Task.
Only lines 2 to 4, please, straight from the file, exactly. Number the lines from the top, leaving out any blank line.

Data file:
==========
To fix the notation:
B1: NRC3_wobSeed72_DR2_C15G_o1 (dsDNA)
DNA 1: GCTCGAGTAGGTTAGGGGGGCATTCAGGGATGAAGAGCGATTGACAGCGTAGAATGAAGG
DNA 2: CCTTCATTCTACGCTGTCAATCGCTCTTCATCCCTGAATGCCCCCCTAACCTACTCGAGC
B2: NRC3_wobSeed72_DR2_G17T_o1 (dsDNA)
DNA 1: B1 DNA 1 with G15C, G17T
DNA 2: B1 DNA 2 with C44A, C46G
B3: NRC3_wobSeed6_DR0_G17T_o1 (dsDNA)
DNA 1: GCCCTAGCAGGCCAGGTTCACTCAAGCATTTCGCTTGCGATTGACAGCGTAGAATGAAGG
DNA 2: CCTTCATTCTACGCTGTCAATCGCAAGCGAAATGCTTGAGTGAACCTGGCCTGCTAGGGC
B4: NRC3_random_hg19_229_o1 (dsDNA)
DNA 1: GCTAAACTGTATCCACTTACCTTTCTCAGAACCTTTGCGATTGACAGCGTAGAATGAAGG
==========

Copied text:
B1: NRC3_wobSeed72_DR2_C15G_o1 (dsDNA)
DNA 1: GCTCGAGTAGGTTAGGGGGGCATTCAGGGATGAAGAGCGATTGACAGCGTAGAATGAAGG
DNA 2: CCTTCATTCTACGCTGTCAATCGCTCTTCATCCCTGAATGCCCCCCTAACCTACTCGAGC